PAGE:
The Claimant’s Goodwill: Although damage is the gist of an action for passing off, but the plaintiff must show that there is a reasonable reason of his being injured by the defendant’s action, even if the conduct of the defendant might be calculated to deceive the public. A private individual cannot institute a suit for passing off even if the defendant practices deception upon the public, unless it is proved that the defendant’s action is likely to cause damage to the individual.

Misrepresentation: Misrepresentation in the simplest form of passing off. If A says falsely these goods I am selling are B’s goods. It is a clear case of passing off. In simple way we can say that misrepresentation should lead Or be likely to lead confusion on the part of consumers.

In case of Khemraj v. Garg, in this case the defendants had copied the get up, layout, design and colour scheme, etc. and the name “manavpanchang,mani ram panchang” and “shri vallabh Mani Ram panchang” of the plaintiff’s panchang.

The court held that it is similar to the plaintiff’s product and Interim injunction was granted.

In the case of Rupa & Co. Ltd v. Dawn Mills Co. Ltd. In this case the defendant manufacture an underwear which named dawn as similar to the plaintiff’s manufactured underwear don, which is creating confusion in the minds of people because the layout, get up and colour combination is same to the plaintiff’s product.

Damage: Damages are available in a passing off action. And remedy is available in both cases whether the infringement suit or passing off action in both the cases remedy is given.



Facts: Yahoo Incorporation is the owner of the well known trade mark, Yahoo and of the domain name; both the trademark and the domain name acquired a distinctive name, goodwill and reputation. had been registered by Yahoo Inc with Network Solution Inc since 1995 and offers a whole range of web based services. The trade mark Yahoo had been registered or was close to being registered in 69 countries. Yahoo Inc had not registered its domain name in India.

Mr. Akash Arora started to offer web-based services similar to those offered by under the name of Yahoo India. Yahoo Inc had sued Akash Arora for using a trade mark deceptively similar to its own and passing off his services as those offered by Yahoo Inc.

ISSUE: Whether the act of Akash Arora in registering the domain name Yahoo India, to offer services similar to those offered by Yahoo Inc, is an infringement of the trade mark of Yahoo Inc and amounts to passing-off under the relevant sections of the Trade and Merchandise Marks Act?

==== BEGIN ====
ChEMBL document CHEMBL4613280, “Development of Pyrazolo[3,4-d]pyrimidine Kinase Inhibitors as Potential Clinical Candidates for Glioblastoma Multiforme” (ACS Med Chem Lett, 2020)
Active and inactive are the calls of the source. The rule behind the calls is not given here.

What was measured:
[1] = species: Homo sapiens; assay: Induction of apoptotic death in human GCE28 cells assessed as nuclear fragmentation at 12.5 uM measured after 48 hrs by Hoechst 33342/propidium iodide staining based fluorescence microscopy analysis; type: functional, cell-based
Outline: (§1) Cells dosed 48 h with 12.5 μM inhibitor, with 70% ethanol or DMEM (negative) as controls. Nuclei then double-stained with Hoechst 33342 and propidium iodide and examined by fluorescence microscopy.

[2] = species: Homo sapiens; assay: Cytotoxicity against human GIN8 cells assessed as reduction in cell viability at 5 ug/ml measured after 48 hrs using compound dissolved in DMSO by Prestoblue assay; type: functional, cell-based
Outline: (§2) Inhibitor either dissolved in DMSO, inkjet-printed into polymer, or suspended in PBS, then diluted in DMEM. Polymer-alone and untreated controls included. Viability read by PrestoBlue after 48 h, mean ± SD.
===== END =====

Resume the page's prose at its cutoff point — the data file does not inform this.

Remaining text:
When a defendant does business under a name which is sufficiently close to the name under which the plaintiff is trading and that name has acquired a reputation and the public at large is likely to be misled that the defendant’s business is the business of the plaintiff, or is a branch or department of the plaintiff, the defendant is liable for an action in passing off.


Yahoo Inc contended that Akash Arora adopted the domain name of Yahoo to offer services similar to those of Yahoo Inc and had attempted to cash in on the good will generated by Yahoo Inc. because there was every possibility of an Internet user getting confused and deceived, believing that both the domain names, Yahoo and Yahoo India belong to Yahoo Inc.. Therefore, Yahoo Inc. argued that Akash is liable for passing off.

As the two trade marks/domain names ‘Yahoo!’ and ‘Yahoo India!’ were almost similar and the latter offered services similar to those offered by the former and as the latter passed them off as being offered by Yahoo Inc., the court held Akash liable for passing off and restrained him from using the deceptively similar domain name.

The decision of the court in this case is based on the rationale that where the value of a name lies solely in its resemblance to the name or trade mark of another organization, the public is likely to be deceived by the use of such name and such act would amount to passing off.

CONCLUSION: from above discussion it is clear that Passing Off action is applied in case of unregistered goods and services, on the other hand Infringement Action applies in case of registered trade mark related to goods and services. The action of passing off arises when there is injury of claimants goodwill, misrepresentation of facts related to goods or services and damage to the trade. Section 27(2) of the Trade Mark Act, 1999 has given statutory protection of passing Off Action and generally treated as Common Law Tort. There are numerous judgments of Apex as well as other courts for deciding and further actions to be taken in case of Passing Off Action.






DISCLAIMER: the article produced here is only for information purpose. The article has been prepared on the basis of available information on various forums at the time of preparation and same has been utilised only for information of the readers. The views expressed here are the personal views of the author and same should not be considered as professional advice. In case of necessity do consult with professionals.


Author Bio

Qualification: CS
Location: MUMBAI, Maharashtra, India
Member Since: 25 Aug 2018 | Total Posts: 361
A Qualified Company Secretary, LLB , LIII , Bsc( Maths) BHU, Certification in Insurance Risk Management ( ICSI-III) have completed Limited Insolvency Examination and having more than 20 years of experience in the field of Secretarial Practice, Project Finance, Direct Taxes ,GST, Accounts & F View Full Profile

My Published Posts

Join Taxguru’s Network for Latest updates on Income Tax, GST, Company Law, Corporate Laws and other related subjects.

Join us on Whatsapp

taxguru on whatsapp GROUP LINK

Join us on Whatsapp

taxguru on whatsapp GROUP LINK

Join us on Whatsapp

taxguru on whatsapp GROUP LINK

Join us on Whatsapp

taxguru on whatsapp GROUP LINK

Join us on Whatsapp

taxguru on whatsapp GROUP LINK

Join us on Whatsapp

taxguru on whatsapp GROUP LINK

Join us on Whatsapp

taxguru on whatsapp GROUP LINK

Join us on Whatsapp

taxguru on whatsapp GROUP LINK

Join us on Whatsapp

taxguru on whatsapp GROUP LINK

Join us on Whatsapp

taxguru on whatsapp GROUP LINK

Join us on Telegram

taxguru on telegram GROUP LINK

Review us on Google

More Under Corporate Law

Leave a Comment

Your email address will not be published. Required fields are marked *

Search Posts by Date

December 2022